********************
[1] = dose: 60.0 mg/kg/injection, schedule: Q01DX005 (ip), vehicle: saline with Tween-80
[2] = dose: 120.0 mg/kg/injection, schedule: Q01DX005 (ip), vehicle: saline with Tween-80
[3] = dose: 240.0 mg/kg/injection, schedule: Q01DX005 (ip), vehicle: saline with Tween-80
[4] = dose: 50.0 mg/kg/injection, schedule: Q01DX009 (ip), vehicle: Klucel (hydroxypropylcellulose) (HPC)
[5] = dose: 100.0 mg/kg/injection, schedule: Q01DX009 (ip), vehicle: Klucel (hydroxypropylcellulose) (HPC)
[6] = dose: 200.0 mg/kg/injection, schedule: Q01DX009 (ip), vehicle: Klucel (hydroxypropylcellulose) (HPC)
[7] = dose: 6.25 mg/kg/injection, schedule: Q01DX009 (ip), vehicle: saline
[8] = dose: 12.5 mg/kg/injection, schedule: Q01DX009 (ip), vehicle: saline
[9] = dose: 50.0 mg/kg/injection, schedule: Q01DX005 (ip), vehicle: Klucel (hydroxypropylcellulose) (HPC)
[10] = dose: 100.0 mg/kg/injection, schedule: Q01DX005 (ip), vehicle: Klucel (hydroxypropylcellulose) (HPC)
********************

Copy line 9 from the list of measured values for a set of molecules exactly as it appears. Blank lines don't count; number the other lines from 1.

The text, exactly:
[9] = dose: 50.0 mg/kg/injection, schedule: Q01DX005 (ip), vehicle: Klucel (hydroxypropylcellulose) (HPC)